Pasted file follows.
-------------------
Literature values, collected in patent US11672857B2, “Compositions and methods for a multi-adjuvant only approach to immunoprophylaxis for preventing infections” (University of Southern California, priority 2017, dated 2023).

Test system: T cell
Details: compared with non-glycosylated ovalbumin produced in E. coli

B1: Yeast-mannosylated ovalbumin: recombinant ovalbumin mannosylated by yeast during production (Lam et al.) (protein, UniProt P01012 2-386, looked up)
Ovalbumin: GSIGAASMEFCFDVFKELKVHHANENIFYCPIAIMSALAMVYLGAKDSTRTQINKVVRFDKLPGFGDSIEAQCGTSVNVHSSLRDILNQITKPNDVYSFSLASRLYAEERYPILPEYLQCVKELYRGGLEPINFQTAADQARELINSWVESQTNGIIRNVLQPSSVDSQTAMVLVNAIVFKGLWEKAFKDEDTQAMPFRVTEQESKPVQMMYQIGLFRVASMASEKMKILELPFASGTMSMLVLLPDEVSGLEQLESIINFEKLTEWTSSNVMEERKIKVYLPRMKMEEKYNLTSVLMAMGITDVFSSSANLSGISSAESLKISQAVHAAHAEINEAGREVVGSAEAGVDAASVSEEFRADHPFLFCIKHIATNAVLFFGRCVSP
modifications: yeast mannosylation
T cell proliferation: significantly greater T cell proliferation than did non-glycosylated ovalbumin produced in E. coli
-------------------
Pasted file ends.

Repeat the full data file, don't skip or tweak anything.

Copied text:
Literature values, collected in patent US11672857B2, “Compositions and methods for a multi-adjuvant only approach to immunoprophylaxis for preventing infections” (University of Southern California, priority 2017, dated 2023).

Test system: T cell
Details: compared with non-glycosylated ovalbumin produced in E. coli

B1: Yeast-mannosylated ovalbumin: recombinant ovalbumin mannosylated by yeast during production (Lam et al.) (protein, UniProt P01012 2-386, looked up)
Ovalbumin: GSIGAASMEFCFDVFKELKVHHANENIFYCPIAIMSALAMVYLGAKDSTRTQINKVVRFDKLPGFGDSIEAQCGTSVNVHSSLRDILNQITKPNDVYSFSLASRLYAEERYPILPEYLQCVKELYRGGLEPINFQTAADQARELINSWVESQTNGIIRNVLQPSSVDSQTAMVLVNAIVFKGLWEKAFKDEDTQAMPFRVTEQESKPVQMMYQIGLFRVASMASEKMKILELPFASGTMSMLVLLPDEVSGLEQLESIINFEKLTEWTSSNVMEERKIKVYLPRMKMEEKYNLTSVLMAMGITDVFSSSANLSGISSAESLKISQAVHAAHAEINEAGREVVGSAEAGVDAASVSEEFRADHPFLFCIKHIATNAVLFFGRCVSP
modifications: yeast mannosylation
T cell proliferation: significantly greater T cell proliferation than did non-glycosylated ovalbumin produced in E. coli